Last year, a similar bill passed in the House but died in the Senate. Proponents believe they will be able to get Senate approval this year.

Comments

Fatty_McButterpants 1 year, 1 month ago

Virtually every gun advocate talks about how guns should not be withheld from law-abiding citizens because, then, only the criminals would have guns. The comments by Ms. Stoneking epitomize what is wrong with this argument: the criminals aren't shooting the law-abiding citizens, they are shooting each other, and it is the law-abiding citizen that has carried out these mass shootings.

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Jackie Jackasserson 1 year, 1 month ago

Mdlund, you make an assertion that all mental illness impacts or prohibits any logical thought or intellect, and that is also untrue.

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justanotherface 1 year, 1 month ago

How about all the liberal yuppies move to any blue state they choose and get the hell out of Kansas?! Problem solved!

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lcarol 1 year, 1 month ago

Anyone remember the rumble at the Burge between the basketball and football team a few years ago? Let's throw a few pistols in the mix and things could get real dicey. I can't smoke a cigarette in a restaurant beside you but you can have a loaded pistol in your pocket, accidentally discharge it and shoot your wife or maybe shoot me.....I love the "freedom" of Kansas. My freedom of choice now involves not going to a restaurants. I am not nearly as fearful of the "bad" guys as I am of all you good guys carrying guns.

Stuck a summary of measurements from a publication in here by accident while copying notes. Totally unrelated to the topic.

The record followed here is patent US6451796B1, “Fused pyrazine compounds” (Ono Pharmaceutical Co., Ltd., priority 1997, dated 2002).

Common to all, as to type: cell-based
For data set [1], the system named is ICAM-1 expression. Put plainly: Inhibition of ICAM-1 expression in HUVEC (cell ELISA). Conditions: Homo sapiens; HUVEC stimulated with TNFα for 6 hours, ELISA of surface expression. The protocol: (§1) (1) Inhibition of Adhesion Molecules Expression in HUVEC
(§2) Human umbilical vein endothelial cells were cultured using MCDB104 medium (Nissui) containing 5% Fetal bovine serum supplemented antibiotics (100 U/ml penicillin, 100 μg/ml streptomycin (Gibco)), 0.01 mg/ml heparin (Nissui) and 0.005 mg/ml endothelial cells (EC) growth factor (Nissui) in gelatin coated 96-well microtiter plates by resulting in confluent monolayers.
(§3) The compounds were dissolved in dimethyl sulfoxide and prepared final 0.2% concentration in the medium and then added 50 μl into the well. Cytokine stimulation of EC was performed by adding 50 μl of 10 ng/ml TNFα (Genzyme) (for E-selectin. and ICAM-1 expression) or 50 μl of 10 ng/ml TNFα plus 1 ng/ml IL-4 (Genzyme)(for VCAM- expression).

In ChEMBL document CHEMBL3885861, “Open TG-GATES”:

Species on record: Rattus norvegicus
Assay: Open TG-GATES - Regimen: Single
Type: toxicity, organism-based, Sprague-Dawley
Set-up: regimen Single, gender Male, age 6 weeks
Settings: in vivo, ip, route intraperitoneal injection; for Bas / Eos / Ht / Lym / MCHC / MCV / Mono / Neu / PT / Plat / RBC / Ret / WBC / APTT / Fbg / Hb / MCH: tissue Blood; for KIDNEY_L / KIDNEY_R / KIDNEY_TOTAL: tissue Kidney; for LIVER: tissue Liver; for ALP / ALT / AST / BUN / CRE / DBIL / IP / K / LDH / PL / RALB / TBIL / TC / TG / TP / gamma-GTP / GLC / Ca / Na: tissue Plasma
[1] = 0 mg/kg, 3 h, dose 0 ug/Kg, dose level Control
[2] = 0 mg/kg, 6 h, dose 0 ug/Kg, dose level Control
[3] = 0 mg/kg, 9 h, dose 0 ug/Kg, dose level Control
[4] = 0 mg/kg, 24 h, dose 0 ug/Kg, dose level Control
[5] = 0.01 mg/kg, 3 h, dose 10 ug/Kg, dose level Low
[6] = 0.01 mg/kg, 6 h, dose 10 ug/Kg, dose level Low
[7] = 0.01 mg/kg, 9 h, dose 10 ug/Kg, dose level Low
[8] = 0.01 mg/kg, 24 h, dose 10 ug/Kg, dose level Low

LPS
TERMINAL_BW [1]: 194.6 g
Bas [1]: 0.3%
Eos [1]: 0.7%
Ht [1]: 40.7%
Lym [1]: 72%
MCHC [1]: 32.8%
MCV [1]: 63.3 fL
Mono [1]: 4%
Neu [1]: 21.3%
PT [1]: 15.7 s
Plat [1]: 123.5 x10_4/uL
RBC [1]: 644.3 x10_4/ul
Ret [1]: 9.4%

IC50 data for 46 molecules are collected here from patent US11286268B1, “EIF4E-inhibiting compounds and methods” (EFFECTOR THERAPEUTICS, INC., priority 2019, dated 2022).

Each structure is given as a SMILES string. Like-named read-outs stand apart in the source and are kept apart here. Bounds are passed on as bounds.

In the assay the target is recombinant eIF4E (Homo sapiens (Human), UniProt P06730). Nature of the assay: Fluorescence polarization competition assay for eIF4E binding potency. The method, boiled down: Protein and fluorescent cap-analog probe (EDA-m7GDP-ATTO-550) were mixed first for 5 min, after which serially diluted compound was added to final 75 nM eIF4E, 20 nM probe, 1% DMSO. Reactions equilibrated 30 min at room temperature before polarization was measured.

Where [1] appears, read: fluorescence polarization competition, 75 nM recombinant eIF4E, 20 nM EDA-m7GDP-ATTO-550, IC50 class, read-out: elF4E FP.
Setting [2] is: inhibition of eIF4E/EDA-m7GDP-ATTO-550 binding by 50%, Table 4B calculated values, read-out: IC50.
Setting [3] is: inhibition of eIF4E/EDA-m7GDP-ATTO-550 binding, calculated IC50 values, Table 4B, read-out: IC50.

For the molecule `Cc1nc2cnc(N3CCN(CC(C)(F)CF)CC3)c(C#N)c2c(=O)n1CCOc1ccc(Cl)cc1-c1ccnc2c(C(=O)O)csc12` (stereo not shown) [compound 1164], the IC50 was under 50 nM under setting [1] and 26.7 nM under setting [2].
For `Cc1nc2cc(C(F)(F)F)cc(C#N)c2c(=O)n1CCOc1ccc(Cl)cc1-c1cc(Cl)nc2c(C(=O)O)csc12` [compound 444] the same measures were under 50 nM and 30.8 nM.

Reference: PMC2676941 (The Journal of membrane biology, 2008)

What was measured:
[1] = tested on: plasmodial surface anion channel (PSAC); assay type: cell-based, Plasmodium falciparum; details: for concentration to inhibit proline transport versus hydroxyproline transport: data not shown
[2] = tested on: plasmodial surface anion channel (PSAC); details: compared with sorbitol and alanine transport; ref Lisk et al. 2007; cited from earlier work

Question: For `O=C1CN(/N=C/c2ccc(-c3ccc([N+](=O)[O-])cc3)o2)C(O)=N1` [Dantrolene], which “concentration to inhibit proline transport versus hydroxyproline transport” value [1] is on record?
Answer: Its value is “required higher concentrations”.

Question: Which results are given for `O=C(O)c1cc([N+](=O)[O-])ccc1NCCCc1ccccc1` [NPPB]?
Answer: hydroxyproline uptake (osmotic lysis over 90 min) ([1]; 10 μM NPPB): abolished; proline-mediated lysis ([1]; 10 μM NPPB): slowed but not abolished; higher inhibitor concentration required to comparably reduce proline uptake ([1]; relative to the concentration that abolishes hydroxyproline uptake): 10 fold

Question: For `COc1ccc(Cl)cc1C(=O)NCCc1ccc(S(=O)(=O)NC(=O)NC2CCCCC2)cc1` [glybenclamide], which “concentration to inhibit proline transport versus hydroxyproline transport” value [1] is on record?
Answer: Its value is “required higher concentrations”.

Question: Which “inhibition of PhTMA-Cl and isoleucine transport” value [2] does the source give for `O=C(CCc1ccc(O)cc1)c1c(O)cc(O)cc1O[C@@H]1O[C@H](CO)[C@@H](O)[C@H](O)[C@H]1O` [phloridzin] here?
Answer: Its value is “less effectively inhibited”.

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JayhawkFan1985 1 year, 1 month ago

We are banning cigarettes from public places, but allowing guns? I must be in Kansas...

1

JayhawkFan1985 1 year, 1 month ago

Dunning Kruger effect is all I have to say. These people are not gun enthusiasts...they are so stupid, they don't know they're stupid...

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Jason Johnson 1 year, 1 month ago

Finally we get some common sense in this state! Conceal carry should have been allowed like this a long time ago.

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gccs14r 1 year, 1 month ago

The trouble isn't concealed carry, it's the people who want to.

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juma 1 year, 1 month ago

I own many guns but do NOT approve of this latest stupidity of allowing cc on campus, etc.. Was it not just a month,or so, ago that some CC A..hole shot his wife at a restaurant??!! I live by the rule 'that if it can go wrong it will go wrong'. The thought of many people walking around with guns if very very scary. If not, then ask the wife of the above mentioned idiot.

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Benjamin Roberts 1 year, 1 month ago